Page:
16 Things You Need to Know Before Visiting Sri Lanka

Updated: Dec 26, 2020

Sri Lanka is an island country off the coast of India filled with endless beaches, timeless ruins, lush jungles, and a plethora of wild elephants. It is becoming more and more popular as a tourist destination due to it's variety of landscapes and activities, combined with its cheap cost! Here are 16 things you need to know before you visit!

1. Visa

As an American citizen, you DO need a visa to enter Sri Lanka. (Check here for your country) You can easily apply online here, and will receive it via email within 48 hours for $30 USD. Or you can get one upon arrival for $35 USD. The visa is valid for 30 days, and if you wish to extend it, you must go into the Department of Immigration in Colombo. (*From August 1, 2019 until January 31, 2020 the following countries' fee will be waived in order to increase tourism. AKA- don't buy a visa online if you are traveling to Sri Lanka within this time. Once you arrive you will get the visa in your passport for free!)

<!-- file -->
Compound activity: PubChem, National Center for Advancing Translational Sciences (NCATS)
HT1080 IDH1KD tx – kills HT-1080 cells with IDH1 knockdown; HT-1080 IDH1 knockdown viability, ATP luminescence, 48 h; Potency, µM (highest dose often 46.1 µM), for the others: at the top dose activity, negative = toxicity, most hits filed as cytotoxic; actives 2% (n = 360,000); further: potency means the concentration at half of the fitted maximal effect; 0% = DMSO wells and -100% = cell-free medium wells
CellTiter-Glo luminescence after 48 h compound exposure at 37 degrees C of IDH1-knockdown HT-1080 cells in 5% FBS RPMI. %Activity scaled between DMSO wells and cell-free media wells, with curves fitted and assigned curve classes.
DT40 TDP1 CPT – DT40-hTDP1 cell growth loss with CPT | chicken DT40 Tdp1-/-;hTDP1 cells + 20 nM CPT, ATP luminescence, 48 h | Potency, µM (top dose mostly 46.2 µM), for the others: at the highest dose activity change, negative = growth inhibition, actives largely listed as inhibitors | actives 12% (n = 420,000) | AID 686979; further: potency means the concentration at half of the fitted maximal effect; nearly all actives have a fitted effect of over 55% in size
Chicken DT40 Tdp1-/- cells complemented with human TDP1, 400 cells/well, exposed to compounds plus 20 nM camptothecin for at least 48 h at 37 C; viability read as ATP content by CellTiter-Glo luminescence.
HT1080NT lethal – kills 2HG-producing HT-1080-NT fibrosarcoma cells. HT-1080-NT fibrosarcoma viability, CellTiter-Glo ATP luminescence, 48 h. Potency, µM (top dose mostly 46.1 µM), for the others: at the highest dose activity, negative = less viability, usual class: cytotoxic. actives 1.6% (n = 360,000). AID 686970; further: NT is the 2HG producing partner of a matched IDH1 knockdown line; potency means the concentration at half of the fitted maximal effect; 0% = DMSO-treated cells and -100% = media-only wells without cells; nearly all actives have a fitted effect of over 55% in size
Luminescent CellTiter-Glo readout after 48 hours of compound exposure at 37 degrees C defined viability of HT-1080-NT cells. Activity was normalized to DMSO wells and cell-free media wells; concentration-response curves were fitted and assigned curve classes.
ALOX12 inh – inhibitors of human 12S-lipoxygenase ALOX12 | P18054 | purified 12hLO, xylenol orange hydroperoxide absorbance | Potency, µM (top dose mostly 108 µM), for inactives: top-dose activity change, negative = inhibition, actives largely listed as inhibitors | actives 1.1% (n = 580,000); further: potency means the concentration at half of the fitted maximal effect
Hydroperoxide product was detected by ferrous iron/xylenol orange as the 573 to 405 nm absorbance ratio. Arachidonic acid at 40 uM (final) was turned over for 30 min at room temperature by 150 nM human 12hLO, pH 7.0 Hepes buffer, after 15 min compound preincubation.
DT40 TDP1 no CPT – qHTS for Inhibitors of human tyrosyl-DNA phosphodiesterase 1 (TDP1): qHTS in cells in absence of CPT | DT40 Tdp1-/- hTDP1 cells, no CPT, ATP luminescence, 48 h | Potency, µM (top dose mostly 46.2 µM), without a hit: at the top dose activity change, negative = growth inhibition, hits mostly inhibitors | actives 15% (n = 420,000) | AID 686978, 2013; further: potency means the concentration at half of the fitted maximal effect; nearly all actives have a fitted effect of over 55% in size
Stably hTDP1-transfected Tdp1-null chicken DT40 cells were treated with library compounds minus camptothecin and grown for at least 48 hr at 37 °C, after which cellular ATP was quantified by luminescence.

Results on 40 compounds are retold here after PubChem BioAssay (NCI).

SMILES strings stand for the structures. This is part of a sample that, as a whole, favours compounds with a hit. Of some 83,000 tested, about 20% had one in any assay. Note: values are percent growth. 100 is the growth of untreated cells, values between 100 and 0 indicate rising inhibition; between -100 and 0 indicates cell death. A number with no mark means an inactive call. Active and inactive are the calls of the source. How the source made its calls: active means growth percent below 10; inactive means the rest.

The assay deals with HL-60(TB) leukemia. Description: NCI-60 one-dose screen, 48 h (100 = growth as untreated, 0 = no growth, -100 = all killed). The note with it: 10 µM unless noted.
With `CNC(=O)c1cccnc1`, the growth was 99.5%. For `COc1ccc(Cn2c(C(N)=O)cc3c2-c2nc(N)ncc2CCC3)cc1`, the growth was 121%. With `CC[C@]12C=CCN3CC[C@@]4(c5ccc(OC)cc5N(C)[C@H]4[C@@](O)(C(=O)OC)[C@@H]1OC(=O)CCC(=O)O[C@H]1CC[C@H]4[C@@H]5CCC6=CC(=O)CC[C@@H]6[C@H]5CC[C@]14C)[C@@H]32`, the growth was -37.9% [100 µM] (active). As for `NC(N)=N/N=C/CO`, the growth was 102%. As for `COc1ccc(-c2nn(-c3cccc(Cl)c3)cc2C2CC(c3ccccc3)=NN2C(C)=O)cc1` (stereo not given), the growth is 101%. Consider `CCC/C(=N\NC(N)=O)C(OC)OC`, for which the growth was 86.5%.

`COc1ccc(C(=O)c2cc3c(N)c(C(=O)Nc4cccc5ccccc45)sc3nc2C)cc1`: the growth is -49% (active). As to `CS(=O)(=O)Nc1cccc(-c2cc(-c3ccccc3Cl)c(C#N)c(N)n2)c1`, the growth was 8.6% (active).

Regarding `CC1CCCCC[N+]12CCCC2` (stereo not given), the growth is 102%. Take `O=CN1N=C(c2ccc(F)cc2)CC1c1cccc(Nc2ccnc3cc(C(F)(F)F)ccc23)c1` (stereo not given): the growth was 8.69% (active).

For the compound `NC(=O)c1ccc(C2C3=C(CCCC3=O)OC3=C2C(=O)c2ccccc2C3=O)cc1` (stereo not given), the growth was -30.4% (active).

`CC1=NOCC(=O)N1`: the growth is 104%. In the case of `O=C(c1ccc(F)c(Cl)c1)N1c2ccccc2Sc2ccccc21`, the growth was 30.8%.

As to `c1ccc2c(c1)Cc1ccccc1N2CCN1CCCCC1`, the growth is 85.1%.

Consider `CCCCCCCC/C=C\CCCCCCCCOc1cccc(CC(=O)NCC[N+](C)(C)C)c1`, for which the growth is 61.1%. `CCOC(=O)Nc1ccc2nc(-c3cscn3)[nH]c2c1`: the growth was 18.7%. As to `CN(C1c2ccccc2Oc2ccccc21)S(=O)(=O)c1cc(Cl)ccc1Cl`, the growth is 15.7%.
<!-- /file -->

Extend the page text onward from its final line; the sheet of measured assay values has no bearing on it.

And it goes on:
USA, Japan, Singapore, Cambodia, EU (29 countries), Israel, Iceland, Thailand, Australia, New Zealand, China, Ukraine, UK, S. Korea, Malaysia, India, Philippines, Canada, Switzerland, Indonesia, & Russia

2. Budget

It's important to stick to a budget when traveling to make sure you don't break the bank! I set a budget for myself of $25 USD per day for everything: food, accommodation, transportation, entertainment, etc. I used my Trail Wallet app (see all must-have travel apps here) to track my expenses and see if I stuck to it. After 12 days in Sri Lanka, I only averaged $21 per day. Here's an average breakdown of what you'll spend:

- Accommodation: $3-5 USD (dorm bed or basic double room split with partner)

- Food: $1-3 USD local meal, $4-7 Western meal

- Transportation: $0.50-4 USD (bus travel is soooo cheap!)

3. Take the public bus from the airport